Les Paul, More Beer, and Music A-plenty

So I am falling behind on blog entries. Too much happening too fast. Summerfest, the world’s largest outdoor music festival, remains as impressive as it’s always been. I went on a behind the scenes tour of the grounds to see how they manage to move so many bands through in 11 days on nearly a dozen stages. The down time between bands is much shorter than what one expects at a typical concert. The Summerfest grounds are permanent. It wasn’t so 40 years ago when it first began. And over time the stages and facilities became permanent as well. This means individual backstage rooms for each band, and offices, equipment storage–it’s a smooth running operation and every year promises the best music, some classics, some up and coming, some you’ve never heard of but may want to hear again once you do. I went out for Rush at the Marcus amphitheater (the main stage for the headliners each night: Stevie Wonder, Alicia Keys were a couple this year)

Being a bass player and growing up in the 80s, I was required to study Rush’s Geddy Lee, one of rock’s greatest players. So this was to be a nostalgic show. I saw a Rush cover band that sounded just like them only a few hours before the show, and thought, Hm, No way I can sit through the whole show tonight. But Summerfest doesn’t pull in museum-display retro bands for the main stage. I was blown away. The fifty-something trio pounded out two sets, a mix of the classics and their latest album. Lee’s voice, Lifeson’s guitar playing, Peart’s virtuoso command of the drums — they haven’t shown their age. But enough gush about Rush…

The night before we dined at Hinterland, the new restaurant, a sort of spin-off of the upscale brewpub in Green Bay. They’re not brewing here so I can’t include it in my book The Wisconsin Beer Guide: A Travel Companion, but it is definitely worth getting to. Hinterland brews from Green Bay make their way here and a fine wine list is perhaps even showcased more than the beer. And the food… Seafood was my preference and is flown in fresh each day. Specials regularly change and recipes are the kind you read and ask questions about to the wait staff. I don’t mean that in a bad way. Watermelon rind pickles??? I laughed when I saw it as a side for my andouille-crusted haddock. Gourmet and presented nicely, but not such small portions that one might call minimalist art.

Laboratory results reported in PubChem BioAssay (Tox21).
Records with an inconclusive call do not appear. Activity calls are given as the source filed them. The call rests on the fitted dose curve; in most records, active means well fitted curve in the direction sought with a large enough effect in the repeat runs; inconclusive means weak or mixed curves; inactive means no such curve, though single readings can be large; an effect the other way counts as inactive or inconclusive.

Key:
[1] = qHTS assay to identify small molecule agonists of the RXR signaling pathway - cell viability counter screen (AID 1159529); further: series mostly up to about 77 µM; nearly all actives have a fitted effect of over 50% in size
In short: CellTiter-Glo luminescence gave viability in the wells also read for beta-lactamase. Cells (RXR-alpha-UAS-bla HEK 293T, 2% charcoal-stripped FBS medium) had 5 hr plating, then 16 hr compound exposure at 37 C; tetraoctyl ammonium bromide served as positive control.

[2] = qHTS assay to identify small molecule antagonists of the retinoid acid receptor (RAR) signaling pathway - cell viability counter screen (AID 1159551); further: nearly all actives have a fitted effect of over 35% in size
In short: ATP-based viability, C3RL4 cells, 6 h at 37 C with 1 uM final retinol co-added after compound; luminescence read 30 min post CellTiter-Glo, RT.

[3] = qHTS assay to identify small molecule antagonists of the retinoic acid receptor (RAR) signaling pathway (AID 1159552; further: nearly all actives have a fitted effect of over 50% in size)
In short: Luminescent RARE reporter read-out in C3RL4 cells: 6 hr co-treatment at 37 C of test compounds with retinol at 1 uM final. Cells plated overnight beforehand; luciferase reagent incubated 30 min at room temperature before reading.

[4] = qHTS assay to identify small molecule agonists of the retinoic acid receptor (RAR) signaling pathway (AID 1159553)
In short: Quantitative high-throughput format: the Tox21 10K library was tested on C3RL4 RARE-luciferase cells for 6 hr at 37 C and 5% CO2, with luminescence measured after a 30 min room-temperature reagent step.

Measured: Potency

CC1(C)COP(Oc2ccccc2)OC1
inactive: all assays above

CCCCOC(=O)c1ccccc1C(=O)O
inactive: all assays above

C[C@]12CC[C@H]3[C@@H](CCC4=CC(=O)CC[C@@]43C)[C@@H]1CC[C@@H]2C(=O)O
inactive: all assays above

If you haven’t been to the lakeside Discovery World, right next to the spectacular Calatrava-designed pavilion at the Milwaukee Art Museum, then you should get there soon. Not just to see the aquarium and the science-oriented interactive exhibits — those make it worth it alone — but to see the temporary exhibit dedicated to a Wisconsin native and musical legend and pioneer, Les Paul. (If you only know that as the name of a Gibson guitar, you REALLY need to visit this exhibit!) Lots of memorabilia from the man — old guitars and sound equipment from the guitarist/inventor that brought us the electric guitar. Displays are interactive as well. There is a studio with a green screen where you can pay a little extra to sit with a virtual Les and have a guitar lesson which will be recorded on DVD. Does Milwaukee honor Mr. Les Paul? Each year for Summerfest, the M&I Bank building colors windows and lights them up at night in the shape of a Gibson Les Paul guitar.

Kevin Revolinski

Author, travel writer/photographer, world traveler. Writes about travel, hiking, camping, paddling, and craft beer.

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